17th September 2019 South African Airmails – Terry Hare-Walker

We started the new season by welcoming Terry Hare-Walker who presented his material on South African Airmails.  He started with some covers from the 1911 Coronation Flight here in England, but explained the South African connection as follows: the covers were addressed to South Africa, and one of the pilots, Evelyn Driver, was a South African who returned home to make the first flights there in December 1911.  Terry had commemorative postcards from these flights to various destinations.

In 1918 a series of flights were made to raise funds in the aftermath of the Great War.  Commemorative postcards were sold at 6d each, with twelve different flights being made.  Then we saw a more unusual piece of air mail:  in 1919, in celebration of peace, you could send a message by carrier pigeon which was then forwarded to its destination in the regular post.  Terry had an example of such a letter, including the rubber band that had attached it to the pigeon.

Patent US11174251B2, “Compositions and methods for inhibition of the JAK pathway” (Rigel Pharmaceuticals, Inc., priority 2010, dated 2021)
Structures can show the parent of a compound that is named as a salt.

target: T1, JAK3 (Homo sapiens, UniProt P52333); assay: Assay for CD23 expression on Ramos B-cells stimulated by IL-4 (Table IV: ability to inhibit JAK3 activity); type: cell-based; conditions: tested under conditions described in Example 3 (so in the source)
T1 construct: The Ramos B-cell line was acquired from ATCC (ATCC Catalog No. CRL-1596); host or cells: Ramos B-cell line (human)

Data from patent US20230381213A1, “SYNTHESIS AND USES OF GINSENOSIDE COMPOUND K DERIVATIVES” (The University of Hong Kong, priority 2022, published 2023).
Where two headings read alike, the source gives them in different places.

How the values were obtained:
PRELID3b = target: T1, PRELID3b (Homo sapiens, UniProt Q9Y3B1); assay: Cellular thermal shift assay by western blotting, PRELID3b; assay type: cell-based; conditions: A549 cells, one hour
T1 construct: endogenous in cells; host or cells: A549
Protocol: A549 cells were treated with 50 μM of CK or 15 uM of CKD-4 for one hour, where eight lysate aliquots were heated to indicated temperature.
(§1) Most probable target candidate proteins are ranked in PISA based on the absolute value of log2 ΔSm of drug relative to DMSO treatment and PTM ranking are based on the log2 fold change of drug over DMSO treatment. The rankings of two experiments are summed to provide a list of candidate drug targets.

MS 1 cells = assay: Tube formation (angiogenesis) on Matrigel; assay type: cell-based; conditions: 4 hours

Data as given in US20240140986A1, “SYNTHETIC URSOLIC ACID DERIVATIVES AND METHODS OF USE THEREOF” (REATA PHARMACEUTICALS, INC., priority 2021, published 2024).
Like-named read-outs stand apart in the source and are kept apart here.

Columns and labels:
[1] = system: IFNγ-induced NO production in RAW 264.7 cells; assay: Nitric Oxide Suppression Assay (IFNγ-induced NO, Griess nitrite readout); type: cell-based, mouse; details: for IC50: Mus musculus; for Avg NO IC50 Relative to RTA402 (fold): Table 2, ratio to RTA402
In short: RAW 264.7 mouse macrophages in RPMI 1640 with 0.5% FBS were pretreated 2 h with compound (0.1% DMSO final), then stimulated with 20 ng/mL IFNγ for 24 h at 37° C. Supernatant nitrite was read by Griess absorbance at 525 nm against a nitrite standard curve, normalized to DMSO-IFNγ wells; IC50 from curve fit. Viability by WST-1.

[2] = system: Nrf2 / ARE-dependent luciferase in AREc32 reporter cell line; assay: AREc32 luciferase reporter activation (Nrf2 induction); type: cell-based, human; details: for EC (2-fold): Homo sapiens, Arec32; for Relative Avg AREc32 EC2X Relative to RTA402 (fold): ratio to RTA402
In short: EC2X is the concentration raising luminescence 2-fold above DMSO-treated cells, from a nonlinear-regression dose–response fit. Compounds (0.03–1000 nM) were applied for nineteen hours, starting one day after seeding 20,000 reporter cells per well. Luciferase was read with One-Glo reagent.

We then moved on to the experimental flights that set out the routes within South Africa as well as beyond to the rest of the Empire.  One example was a flight from Cape Town to Durban to carry the mail from the Union Castle steamers and reduce the delivery time.  In 1925 Alan Cobham flew from the UK to South Africa, and was challenged to a race on the way back by a ship of the Union Castle line.  The plane won, but we didn’t hear by how much.  By 1929 Union Airways had started and was running regular air mail services within South Africa while Imperial Airways was connecting South Africa to the rest of the empire.  We saw first flight covers from a number of these routes, including South Africa to Australia in 1934.

One of Terry’s scarcer covers was from 1936 when Amy Mollison (Amy Johnson) flew to South Africa.  We then moved on to the 1938 Schlesinger Air Race and heard how 14 crews set off to race from Portsmouth to Johannesburg but only one arrived.  As well as mail from these various flights Terry also had contemporary newspaper articles which tracked the race.  We finished up with a BOAC cover which led us up to the Second Word War and the end of the empire.

Our next meeting will be on Tuesday 1st October at 7:30pm at Hanwell Fields Community Centre when members from Rugby philatelic society will talk about North Macedonia and Belgian Congo.  We would also like to extend an invitation to the Banbury Festival of Stamps on Sunday 10th November at BGN School where there will be stamp dealers, refreshments and the Midlands Philatelic Federation Convention being held jointly with the Thames Valley Philatelic Federation. The Banbury Stamp Society is on-line at ‘www.banburystampsociety.co.uk’, or contact John Davies on 01295 255831.